Médecins Sans Frontières (MSF) is seeing a shift in medical needs that reflects the living conditions in destroyed neighbourhoods.
People are returning to their homes in Mosul, Iraq after years of violence to find their houses rigged with explosive devices and their cities uninhabitable. The destruction of buildings and infrastructure means that returning families, particularly in west Mosul, end up living in partially or totally ruined homes, with almost no access to clean water, electricity or medical care.
“What we see in our medical facilities are tell-tale signs of the living conditions outside,” says Myriam Berger, MSF project coordinator in west Mosul, which was the scene of a fierce battle between the so-called Islamic State group and Iraqi coalition forces earlier this year.
“Until recently we were still receiving war-related injuries, but as more people begin to return home, we are seeing a stark increase in patients suffering from intestinal infections after drinking dirty water, and food poisoning due to lack of electricity and gas for refrigeration and cooking. Children especially are developing skin problems and rashes due to lack of hygiene and after playing in sewage water around burst pipes.”
Unexploded ordnance and booby-traps have killed and wounded returnees. In recent days, two teenage boys from a family of five were killed as they tried to move a rocket that was rigged up to explode in their living room in west Mosul.
Elsewhere in the city, a toddler was killed instantly and her older brother injured when she picked up a toy full of explosives. The family had just returned home for the first time since fighting ended in west Mosul.
MSF medical teams are also treating an increasing number of patients for scorpion stings and snake bites, as people return to homes with broken pipes and damaged septic tanks. A number of children have been treated for trauma injuries after falling off roofs onto blocks of cement and exposed iron.
With many health facilities destroyed, and roads and bridges damaged and unusable, people’s access to health services is severely limited.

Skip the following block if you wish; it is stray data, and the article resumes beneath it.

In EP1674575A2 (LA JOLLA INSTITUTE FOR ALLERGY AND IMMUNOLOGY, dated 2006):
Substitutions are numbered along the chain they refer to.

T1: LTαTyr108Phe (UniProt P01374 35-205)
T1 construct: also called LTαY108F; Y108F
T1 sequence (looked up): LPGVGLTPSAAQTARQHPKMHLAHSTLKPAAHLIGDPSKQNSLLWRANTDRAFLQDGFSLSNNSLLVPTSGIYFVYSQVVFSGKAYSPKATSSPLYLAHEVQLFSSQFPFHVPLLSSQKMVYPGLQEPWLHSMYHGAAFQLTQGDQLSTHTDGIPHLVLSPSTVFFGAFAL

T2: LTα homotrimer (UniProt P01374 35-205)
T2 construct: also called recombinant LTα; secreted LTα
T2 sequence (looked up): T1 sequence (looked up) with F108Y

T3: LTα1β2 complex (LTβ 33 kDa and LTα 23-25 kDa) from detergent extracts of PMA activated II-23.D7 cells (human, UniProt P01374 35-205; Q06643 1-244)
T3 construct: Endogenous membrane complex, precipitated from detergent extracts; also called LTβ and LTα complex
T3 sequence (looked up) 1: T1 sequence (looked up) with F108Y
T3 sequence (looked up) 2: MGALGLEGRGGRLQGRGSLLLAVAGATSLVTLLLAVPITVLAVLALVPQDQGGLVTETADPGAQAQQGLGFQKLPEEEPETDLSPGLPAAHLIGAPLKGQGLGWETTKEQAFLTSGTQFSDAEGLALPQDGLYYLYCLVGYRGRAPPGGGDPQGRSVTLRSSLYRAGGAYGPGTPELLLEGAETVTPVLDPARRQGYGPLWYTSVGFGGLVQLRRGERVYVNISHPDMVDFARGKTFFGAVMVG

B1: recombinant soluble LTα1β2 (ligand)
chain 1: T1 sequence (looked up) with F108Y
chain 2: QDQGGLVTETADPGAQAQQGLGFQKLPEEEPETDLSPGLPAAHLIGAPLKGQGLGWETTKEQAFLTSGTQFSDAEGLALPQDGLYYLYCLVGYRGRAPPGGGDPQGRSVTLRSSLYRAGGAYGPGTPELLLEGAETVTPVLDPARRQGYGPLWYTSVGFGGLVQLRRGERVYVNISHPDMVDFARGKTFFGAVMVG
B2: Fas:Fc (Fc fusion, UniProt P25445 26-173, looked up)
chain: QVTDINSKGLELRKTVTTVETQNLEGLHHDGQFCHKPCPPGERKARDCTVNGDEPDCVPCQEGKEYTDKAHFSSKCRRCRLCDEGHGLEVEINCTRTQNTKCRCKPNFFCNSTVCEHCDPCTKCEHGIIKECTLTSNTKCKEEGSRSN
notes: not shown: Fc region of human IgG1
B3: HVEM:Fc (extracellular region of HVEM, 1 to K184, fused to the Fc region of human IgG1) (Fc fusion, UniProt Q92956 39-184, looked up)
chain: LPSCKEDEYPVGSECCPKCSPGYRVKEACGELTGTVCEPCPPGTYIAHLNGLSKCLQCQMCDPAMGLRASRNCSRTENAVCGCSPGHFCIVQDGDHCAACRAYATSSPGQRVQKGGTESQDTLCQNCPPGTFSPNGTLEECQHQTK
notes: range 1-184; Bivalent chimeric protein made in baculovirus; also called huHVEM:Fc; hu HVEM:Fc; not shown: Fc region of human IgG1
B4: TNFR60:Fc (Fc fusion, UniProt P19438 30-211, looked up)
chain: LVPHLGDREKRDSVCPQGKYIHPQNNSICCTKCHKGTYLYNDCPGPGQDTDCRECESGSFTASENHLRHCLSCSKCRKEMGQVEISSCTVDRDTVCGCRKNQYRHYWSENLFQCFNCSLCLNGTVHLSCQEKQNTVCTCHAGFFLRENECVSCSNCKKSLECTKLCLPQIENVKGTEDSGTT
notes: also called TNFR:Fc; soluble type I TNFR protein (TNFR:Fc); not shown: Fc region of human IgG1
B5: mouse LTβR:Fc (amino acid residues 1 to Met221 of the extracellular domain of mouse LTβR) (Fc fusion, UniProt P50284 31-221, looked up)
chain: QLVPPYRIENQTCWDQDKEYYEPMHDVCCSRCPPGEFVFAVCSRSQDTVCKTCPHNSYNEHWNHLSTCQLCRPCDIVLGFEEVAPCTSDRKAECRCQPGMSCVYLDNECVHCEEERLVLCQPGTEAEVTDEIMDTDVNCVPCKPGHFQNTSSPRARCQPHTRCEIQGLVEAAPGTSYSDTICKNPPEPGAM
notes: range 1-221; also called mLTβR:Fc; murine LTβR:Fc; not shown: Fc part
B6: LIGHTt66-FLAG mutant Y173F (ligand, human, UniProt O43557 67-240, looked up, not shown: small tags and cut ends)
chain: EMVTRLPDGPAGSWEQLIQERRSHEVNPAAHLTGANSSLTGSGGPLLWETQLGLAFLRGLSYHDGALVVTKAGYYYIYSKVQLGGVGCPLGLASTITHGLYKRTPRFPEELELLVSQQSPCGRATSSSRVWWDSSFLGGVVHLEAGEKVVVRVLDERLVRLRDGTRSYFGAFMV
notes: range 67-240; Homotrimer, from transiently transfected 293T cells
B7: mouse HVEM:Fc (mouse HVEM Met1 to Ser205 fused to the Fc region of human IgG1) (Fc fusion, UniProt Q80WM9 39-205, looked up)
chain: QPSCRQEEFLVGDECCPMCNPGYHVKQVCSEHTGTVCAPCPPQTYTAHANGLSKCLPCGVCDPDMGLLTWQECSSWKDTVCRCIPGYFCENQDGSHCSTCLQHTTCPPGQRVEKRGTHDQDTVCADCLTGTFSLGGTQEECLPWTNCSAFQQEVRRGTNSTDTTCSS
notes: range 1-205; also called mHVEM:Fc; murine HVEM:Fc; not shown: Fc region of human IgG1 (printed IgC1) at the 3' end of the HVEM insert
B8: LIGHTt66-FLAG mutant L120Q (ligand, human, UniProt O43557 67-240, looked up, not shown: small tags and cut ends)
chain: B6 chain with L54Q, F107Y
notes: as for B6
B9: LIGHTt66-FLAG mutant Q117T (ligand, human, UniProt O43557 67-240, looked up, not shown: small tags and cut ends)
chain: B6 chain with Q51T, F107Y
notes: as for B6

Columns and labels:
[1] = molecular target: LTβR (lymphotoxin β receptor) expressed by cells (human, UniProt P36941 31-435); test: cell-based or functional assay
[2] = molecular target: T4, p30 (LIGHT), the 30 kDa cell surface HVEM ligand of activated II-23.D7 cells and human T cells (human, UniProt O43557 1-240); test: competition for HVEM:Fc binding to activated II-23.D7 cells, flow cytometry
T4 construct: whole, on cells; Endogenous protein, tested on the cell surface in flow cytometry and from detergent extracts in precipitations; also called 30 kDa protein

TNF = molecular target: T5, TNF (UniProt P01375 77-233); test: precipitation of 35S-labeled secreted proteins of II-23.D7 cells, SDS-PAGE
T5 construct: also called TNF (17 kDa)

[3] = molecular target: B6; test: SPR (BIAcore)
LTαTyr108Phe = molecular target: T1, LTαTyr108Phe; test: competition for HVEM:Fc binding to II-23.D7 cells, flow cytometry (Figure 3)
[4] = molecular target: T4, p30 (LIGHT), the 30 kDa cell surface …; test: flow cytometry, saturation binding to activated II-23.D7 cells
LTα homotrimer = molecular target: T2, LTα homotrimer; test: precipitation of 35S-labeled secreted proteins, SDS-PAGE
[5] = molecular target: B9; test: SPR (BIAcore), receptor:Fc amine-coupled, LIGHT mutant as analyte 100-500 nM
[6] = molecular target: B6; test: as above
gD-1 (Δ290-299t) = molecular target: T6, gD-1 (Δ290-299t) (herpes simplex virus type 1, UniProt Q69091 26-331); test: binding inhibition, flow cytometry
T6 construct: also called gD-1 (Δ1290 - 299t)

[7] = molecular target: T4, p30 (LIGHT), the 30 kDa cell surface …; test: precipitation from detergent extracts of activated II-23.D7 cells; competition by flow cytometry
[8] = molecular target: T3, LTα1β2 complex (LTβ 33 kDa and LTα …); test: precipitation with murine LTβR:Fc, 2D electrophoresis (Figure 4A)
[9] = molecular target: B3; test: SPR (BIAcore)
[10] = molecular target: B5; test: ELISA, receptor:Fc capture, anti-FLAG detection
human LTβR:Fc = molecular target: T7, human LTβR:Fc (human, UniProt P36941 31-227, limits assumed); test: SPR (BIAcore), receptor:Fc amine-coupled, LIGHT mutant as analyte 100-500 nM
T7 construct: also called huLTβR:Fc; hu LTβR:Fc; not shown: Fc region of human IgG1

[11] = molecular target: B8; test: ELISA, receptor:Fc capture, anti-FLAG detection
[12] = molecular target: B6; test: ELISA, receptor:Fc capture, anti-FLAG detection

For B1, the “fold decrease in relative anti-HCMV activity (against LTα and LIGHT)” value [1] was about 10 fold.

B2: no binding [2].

Those in need of basic medical care are often forced to delay their trips to the few operating health centres, to the point where minor health issues are aggravated into serious life-threatening problems. At the same time, the few operating ambulances face major delays en route to patients when they become stuck in traffic or are forced to take long detours.
“For many people, the long-anticipated return home is turning sour as they find themselves faced with daunting levels of destruction and seemingly endless misery,” says Berger.
“For people drained by years of violence in Iraq, this is yet another hurdle they need to overcome.”
Despite all of these difficulties, shops and businesses in Mosul are slowly starting to reopen, even in half-destroyed buildings. Cement trucks are beginning to be seen on the streets, and neighbours are working together to rebuild their neighbourhoods, house by house.
MSF’s hospital in west Mosul opened in June 2017 and, at the time, provided surgery for war-wounded, emergency C-sections, short-term post-operative care, maternity support, an emergency room, and a mass casualty intake room for triage. When the fighting ended, MSF services shifted to maternity care and paediatrics, while maintaining the capacity to provide surgeries as needed.
Elsewhere in Iraq, MSF provides medical support in Zummar, Qayyarah, Kirkuk, Dohuk, Tikrit, Sulaymaniyah, Diyala, Babylon, and in camps in northeast Nineveh hosting people displaced by the fighting in that region.